What the world needs now

Is L-O-V-E love

L-O-V-E love…

For Lindsey, love is something that is taught, and there needs to be more opportunities for youth in particular to express love in a more positive way. However, some that exemplify love, he says, “no longer feel comfortable in the community and leave, which creates a vacuum. Once these people leave, the community is left with people that don’t know how to exemplify love, and the fire goes out.”

My hope is that for The Town – for my town – we have not gone that far.

PHOTOS: Health of the Hood – Maxwell Park

Story & Photos By Katrina Davis

The things that make Maxwell Park unhealthy are few and far between, but there nonetheless. Recently a store promoting lower prices replaced a grocery store on MacArthur. Even though the prices are better, the quality of the food has also gone down.Sometimes if you aren’t careful you can pick up a batch of moldy strawberries, or in my case a slab of moldy cheese.

There’s also debris that can be found sometimes. It can range from small pieces of trash, or big things like mattresses, TV sets, dressers and other cast offs that people have decided they no longer want in their homes. The big debris can sometimes block the street and create a hazard for people walking around.

In nearby neighborhoods there are a few bars where every so often you can see people fighting out front. And there are fast food restaurants that serve unhealthy food.

 Another issue that my neighborhood has are stray animals. There are a lot of feral cats, and sometimes the more intimidating stray dogs walking unattended through the neighborhood. Unfortunately, with stray animals comes animal waste on the sidewalks and sometimes in yards.

In my neighborhood, and nearby neighborhoods, there are many things that you can find that keep it healthy. One of my favorite things about my neighborhood is that we continue to implement modern practices that help to keep the neighborhood thriving and up to date, while at the same time still practicing the old school methods of being a close knit community through different events throughout the year. Events like street festivals and community art shows.

A big thing I’ve noticed is the installment of bike routes and how more and more people are utilizing them. Which in turn helps people exercise and cuts air pollution.

We also have various mom and pop markets selling fresh fruits and vegetables, construction workers that continue to make much needed improvements to our streets, and a Yahoo! Group that keeps neighbors updated on things happening in the  in the area. It’s practically a cyber neighborhood watch. The group is also a space for people to share their opinions on  different things going on in Oakland.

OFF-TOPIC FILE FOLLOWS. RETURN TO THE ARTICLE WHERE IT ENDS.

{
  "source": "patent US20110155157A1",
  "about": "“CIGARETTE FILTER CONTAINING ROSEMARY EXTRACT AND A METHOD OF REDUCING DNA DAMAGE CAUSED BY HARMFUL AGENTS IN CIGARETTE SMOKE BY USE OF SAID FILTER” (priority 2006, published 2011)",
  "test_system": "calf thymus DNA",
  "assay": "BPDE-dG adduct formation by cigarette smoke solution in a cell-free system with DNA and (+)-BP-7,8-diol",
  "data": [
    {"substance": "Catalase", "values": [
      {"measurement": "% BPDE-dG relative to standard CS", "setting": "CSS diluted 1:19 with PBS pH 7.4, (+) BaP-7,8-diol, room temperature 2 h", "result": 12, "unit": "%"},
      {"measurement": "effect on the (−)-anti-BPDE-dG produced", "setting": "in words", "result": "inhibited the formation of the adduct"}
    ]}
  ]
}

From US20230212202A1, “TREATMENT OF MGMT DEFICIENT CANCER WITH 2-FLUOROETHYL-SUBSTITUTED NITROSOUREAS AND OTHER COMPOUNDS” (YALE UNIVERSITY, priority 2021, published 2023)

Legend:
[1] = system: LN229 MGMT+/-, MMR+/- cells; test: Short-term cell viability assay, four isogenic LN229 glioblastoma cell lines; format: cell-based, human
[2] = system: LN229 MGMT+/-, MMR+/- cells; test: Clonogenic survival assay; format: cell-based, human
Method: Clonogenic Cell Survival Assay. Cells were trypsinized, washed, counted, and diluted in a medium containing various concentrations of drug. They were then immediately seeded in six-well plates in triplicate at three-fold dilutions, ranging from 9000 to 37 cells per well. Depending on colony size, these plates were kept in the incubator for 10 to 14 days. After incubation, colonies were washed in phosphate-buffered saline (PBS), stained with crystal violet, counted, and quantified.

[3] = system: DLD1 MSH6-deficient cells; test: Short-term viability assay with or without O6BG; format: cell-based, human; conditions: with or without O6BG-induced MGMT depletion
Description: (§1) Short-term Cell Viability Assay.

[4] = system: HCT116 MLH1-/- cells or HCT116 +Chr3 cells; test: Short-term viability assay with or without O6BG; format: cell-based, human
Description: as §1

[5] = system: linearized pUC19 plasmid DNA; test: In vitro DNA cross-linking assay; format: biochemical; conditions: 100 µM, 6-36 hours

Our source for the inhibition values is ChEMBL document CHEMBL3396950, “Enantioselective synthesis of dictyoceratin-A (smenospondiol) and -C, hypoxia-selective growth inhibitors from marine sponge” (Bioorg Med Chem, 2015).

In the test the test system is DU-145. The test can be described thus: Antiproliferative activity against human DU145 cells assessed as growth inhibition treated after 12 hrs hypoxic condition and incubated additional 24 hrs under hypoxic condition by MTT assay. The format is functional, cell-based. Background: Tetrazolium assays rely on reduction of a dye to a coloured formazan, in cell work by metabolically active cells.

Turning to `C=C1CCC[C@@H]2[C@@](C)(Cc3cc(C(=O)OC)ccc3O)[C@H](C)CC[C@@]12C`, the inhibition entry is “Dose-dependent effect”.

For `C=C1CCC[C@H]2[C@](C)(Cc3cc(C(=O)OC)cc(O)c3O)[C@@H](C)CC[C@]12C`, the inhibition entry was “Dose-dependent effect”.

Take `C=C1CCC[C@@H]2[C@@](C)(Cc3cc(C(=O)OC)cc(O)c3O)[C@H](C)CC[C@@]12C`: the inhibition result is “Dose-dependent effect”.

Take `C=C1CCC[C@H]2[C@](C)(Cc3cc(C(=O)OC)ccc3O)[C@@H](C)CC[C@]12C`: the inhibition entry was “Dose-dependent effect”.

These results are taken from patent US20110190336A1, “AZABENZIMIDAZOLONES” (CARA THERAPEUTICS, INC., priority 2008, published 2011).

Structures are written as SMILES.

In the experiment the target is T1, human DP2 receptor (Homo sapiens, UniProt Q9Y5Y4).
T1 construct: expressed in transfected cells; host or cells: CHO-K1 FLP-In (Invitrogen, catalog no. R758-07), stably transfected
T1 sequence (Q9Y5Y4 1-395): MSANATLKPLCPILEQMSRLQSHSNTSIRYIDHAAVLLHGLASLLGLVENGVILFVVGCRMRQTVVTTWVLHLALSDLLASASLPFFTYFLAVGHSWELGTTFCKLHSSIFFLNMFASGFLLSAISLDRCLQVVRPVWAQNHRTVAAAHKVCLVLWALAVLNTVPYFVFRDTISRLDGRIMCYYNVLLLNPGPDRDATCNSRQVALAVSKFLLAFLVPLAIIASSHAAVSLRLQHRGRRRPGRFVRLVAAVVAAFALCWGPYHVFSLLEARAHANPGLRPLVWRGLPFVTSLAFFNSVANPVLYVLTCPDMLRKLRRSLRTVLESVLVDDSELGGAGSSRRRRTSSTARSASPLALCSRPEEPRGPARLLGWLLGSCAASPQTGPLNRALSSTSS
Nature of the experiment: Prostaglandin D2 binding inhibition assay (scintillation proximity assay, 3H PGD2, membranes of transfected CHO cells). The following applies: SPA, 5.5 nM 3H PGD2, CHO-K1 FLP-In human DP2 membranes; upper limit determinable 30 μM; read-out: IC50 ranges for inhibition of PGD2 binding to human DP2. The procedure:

There are the different types of gyms throughout the street. Having all these things in the same community helps to keep things close knit and continue to make the neighborhood a healthier place to live.

 

 

 

 

 

 

 

 

 

PHOTOS: Health of the Hood – Eastlake, Toxic & Under Construction

By Edward Cervantes

Lake Merritt has four main residential areas: the Lakeside Apartments District, in the area around Jackson and Madison Streets; Adams Point/Grand Lake, off Grand Avenue and behind the Grand Lake Theater; Haddon Hill/Cleveland Heights, off Lakeshore Avenue; and the area below 18th Street, on the southeast side of the Lake.

For my first ‘Health of the Hood’ piece, I wrote of 18th Street being a dividing line between a relatively affluent neighborhood and one that seems more depressed.

Since then, I’ve moved from the wealthier side, across the tracks.

Hidden behind the currently abandoned Kaiser Convention Center, the crumbly Oakland Unified School District headquarters, and in stark contrast to the luxurious condominiums at 1200 Lakeshore, blight is more common on this, the sometimes more odorous drain end of the Lake.

But it has been a focus of city funding and redevelopment efforts.  Along with the Lake Merritt BART Station Area Plan, work to open the Lake to the Estuary and Bay, and efforts to improve business opportunities along International Boulevard, Eastlake is also the site of the future Oakland Unified School District’s Downtown Educational Complex.

It’s also a space for toxic excavation and removal. Days after moving into the neighborhood, the Department of Toxic Substances Control sent a work notice informing us of the toxic removal that would begin on October 15, 2012.

For two months, I have been fascinated by the machinery and destruction. When home, I bring my camera out with me on every cigarette break so I can snap photos of the ongoing process.